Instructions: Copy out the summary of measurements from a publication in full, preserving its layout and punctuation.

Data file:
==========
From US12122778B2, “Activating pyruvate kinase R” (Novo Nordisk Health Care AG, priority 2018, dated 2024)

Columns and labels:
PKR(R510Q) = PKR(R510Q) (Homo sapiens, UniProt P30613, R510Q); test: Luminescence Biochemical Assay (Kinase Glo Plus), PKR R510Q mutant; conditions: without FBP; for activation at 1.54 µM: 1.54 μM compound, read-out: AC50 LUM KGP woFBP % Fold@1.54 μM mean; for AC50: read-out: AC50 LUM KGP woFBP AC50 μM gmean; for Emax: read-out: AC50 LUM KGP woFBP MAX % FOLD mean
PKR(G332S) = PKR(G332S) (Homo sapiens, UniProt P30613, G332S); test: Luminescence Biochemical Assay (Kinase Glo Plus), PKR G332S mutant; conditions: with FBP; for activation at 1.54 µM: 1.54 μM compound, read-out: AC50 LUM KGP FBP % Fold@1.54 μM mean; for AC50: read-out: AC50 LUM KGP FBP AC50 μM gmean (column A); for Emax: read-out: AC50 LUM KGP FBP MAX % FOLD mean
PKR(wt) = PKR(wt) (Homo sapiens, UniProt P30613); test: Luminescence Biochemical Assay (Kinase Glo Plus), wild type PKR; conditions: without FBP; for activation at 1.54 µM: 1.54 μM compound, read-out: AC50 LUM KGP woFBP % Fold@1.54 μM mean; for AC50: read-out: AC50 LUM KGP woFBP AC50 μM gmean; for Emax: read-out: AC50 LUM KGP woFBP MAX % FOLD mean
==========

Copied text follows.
From US12122778B2, “Activating pyruvate kinase R” (Novo Nordisk Health Care AG, priority 2018, dated 2024)

Columns and labels:
PKR(R510Q) = PKR(R510Q) (Homo sapiens, UniProt P30613, R510Q); test: Luminescence Biochemical Assay (Kinase Glo Plus), PKR R510Q mutant; conditions: without FBP; for activation at 1.54 µM: 1.54 μM compound, read-out: AC50 LUM KGP woFBP % Fold@1.54 μM mean; for AC50: read-out: AC50 LUM KGP woFBP AC50 μM gmean; for Emax: read-out: AC50 LUM KGP woFBP MAX % FOLD mean
PKR(G332S) = PKR(G332S) (Homo sapiens, UniProt P30613, G332S); test: Luminescence Biochemical Assay (Kinase Glo Plus), PKR G332S mutant; conditions: with FBP; for activation at 1.54 µM: 1.54 μM compound, read-out: AC50 LUM KGP FBP % Fold@1.54 μM mean; for AC50: read-out: AC50 LUM KGP FBP AC50 μM gmean (column A); for Emax: read-out: AC50 LUM KGP FBP MAX % FOLD mean
PKR(wt) = PKR(wt) (Homo sapiens, UniProt P30613); test: Luminescence Biochemical Assay (Kinase Glo Plus), wild type PKR; conditions: without FBP; for activation at 1.54 µM: 1.54 μM compound, read-out: AC50 LUM KGP woFBP % Fold@1.54 μM mean; for AC50: read-out: AC50 LUM KGP woFBP AC50 μM gmean; for Emax: read-out: AC50 LUM KGP woFBP MAX % FOLD mean